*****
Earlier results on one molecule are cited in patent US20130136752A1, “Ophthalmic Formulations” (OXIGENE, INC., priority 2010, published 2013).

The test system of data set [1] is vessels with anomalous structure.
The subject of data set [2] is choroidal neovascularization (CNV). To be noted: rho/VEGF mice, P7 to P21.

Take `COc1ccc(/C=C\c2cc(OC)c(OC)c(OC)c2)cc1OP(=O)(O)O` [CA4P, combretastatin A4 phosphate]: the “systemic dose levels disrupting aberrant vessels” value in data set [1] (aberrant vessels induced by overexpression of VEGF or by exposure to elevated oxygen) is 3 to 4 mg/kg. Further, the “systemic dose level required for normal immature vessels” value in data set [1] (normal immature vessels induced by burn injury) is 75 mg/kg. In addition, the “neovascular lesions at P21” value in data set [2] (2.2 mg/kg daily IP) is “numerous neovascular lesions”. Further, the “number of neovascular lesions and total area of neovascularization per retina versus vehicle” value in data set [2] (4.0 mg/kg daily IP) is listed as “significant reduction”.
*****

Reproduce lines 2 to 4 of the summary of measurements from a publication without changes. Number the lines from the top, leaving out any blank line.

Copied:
The test system of data set [1] is vessels with anomalous structure.
The subject of data set [2] is choroidal neovascularization (CNV). To be noted: rho/VEGF mice, P7 to P21.

Take `COc1ccc(/C=C\c2cc(OC)c(OC)c(OC)c2)cc1OP(=O)(O)O` [CA4P, combretastatin A4 phosphate]: the “systemic dose levels disrupting aberrant vessels” value in data set [1] (aberrant vessels induced by overexpression of VEGF or by exposure to elevated oxygen) is 3 to 4 mg/kg. Further, the “systemic dose level required for normal immature vessels” value in data set [1] (normal immature vessels induced by burn injury) is 75 mg/kg. In addition, the “neovascular lesions at P21” value in data set [2] (2.2 mg/kg daily IP) is “numerous neovascular lesions”. Further, the “number of neovascular lesions and total area of neovascularization per retina versus vehicle” value in data set [2] (4.0 mg/kg daily IP) is listed as “significant reduction”.